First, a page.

from a small-bowel series reveals the abnormal loop to be recurrent Crohn's disease in the neoterminal ileum proximal to an ileotransverse colostomy.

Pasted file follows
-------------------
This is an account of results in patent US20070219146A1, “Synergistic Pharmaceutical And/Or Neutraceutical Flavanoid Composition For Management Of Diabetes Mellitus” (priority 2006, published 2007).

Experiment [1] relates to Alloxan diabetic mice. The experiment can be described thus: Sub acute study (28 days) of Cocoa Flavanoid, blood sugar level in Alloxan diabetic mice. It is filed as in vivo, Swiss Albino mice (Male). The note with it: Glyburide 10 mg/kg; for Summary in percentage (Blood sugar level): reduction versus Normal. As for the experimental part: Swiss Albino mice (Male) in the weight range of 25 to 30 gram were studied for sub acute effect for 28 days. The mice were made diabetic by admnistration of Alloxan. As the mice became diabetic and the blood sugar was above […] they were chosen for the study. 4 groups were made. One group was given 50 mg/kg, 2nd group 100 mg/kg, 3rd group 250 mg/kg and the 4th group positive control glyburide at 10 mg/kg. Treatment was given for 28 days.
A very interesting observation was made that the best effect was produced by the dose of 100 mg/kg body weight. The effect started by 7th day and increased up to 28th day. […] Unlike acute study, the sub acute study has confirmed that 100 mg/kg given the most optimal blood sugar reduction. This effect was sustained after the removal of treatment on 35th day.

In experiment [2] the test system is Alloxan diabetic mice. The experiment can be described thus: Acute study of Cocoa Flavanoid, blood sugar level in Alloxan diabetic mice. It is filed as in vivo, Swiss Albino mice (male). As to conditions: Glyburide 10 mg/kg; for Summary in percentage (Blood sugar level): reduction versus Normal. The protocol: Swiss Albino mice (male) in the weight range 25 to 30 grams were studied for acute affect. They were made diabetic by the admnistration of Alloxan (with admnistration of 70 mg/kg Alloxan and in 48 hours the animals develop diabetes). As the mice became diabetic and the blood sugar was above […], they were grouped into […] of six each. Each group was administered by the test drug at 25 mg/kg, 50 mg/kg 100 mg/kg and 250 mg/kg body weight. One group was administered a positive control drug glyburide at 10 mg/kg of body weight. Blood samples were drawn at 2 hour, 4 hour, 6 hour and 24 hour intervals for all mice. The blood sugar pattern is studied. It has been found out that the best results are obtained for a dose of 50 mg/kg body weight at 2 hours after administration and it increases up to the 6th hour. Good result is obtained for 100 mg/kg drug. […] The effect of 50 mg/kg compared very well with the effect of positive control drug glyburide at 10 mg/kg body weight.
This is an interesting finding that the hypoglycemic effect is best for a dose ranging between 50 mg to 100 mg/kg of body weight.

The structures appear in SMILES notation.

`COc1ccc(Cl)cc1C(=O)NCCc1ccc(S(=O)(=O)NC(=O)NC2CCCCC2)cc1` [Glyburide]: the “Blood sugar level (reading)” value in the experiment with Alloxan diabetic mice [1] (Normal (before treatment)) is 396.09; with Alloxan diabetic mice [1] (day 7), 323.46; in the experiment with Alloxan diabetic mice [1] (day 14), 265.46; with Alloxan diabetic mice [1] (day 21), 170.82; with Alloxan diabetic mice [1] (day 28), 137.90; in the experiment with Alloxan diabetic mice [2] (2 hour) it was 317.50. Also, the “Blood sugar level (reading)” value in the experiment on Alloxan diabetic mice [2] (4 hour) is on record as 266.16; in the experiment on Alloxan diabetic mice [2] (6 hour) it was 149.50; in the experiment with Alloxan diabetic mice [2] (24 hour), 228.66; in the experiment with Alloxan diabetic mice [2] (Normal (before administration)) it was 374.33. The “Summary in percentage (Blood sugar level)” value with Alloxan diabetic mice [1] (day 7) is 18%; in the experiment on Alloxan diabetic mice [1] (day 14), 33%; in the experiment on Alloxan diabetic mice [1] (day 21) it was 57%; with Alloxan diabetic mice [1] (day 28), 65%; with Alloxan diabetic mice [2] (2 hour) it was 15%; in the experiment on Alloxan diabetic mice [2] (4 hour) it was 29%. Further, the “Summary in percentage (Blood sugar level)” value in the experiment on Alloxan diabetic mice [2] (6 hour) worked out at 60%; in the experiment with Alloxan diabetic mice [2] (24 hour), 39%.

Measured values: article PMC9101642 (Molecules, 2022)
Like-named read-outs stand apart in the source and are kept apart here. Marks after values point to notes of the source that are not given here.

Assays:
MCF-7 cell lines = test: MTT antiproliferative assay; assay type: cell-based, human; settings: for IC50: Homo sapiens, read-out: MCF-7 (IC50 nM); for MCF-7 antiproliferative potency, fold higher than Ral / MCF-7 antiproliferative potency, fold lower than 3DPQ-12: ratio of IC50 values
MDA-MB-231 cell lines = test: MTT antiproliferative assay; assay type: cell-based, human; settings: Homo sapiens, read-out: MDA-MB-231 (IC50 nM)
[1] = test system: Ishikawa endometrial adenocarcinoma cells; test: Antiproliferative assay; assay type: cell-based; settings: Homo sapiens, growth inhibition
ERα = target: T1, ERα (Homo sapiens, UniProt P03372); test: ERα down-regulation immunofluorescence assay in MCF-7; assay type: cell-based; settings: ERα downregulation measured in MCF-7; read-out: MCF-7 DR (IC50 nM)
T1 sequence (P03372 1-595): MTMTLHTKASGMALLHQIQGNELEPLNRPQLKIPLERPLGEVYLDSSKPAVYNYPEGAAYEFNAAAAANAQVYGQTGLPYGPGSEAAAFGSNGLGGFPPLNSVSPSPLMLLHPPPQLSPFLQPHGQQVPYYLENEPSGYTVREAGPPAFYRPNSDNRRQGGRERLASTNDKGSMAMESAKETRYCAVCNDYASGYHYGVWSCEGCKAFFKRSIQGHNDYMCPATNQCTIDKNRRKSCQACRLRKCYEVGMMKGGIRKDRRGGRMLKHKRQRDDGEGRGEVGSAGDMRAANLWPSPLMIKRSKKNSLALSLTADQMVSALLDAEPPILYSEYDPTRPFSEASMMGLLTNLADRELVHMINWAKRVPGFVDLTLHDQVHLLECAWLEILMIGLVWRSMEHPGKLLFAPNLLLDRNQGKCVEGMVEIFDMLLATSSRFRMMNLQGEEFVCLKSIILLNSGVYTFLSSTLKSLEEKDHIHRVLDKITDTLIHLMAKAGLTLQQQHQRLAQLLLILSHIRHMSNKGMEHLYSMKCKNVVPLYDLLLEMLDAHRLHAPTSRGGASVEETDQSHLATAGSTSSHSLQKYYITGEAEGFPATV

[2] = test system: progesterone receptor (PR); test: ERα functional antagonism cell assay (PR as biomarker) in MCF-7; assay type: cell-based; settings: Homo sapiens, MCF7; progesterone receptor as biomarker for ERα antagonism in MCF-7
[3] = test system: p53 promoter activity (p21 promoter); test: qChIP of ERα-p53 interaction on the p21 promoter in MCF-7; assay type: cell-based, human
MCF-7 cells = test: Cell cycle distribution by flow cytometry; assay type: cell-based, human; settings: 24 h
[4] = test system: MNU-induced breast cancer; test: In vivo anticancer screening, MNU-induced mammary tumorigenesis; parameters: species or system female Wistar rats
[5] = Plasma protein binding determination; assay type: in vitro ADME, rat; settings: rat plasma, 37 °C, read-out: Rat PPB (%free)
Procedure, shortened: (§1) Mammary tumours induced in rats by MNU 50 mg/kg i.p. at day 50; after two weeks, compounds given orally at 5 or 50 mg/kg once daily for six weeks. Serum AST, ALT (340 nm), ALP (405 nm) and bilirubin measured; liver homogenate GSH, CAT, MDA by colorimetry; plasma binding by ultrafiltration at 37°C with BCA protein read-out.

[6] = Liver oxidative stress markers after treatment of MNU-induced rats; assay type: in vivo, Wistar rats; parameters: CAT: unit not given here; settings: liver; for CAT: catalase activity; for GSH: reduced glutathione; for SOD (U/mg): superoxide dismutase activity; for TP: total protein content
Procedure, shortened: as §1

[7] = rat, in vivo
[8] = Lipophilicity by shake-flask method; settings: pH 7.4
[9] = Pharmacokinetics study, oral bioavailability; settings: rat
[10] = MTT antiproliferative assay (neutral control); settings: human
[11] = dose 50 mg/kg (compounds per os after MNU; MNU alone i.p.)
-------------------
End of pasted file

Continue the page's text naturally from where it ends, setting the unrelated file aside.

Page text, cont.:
Sensitivity, specificity, accuracy, and positive and negative predictive values were all in excess of 90% in at least one study [97]. Results from evaluating postoperative patients have not been quite as accurate, with reported sensitivities from 78 to 82% and specificities ranging from 91 to 100%, respectively [98,99]. Findings included a bowel wall thickness exceeding 5 mm, luminal narrowing with a hyperdense rim, decreased compressibility of the wall, decreased peristalsis, and a gradual transition from normal to abnormal appearing bowel. All layers of the bowel wall were symmetrically thickened in patients with Crohn's disease, and this was a good differentiator of inflammatory bowel disease from neoplastic processes [99]. Mural stratification, similar to that described shortly for CT imaging, allows visualization of the mucosal, submucosal, and muscularis propria layers [100] (Fig. 5.27). When seen, mural stratification means that edema, not fibrosis, is still present and that the

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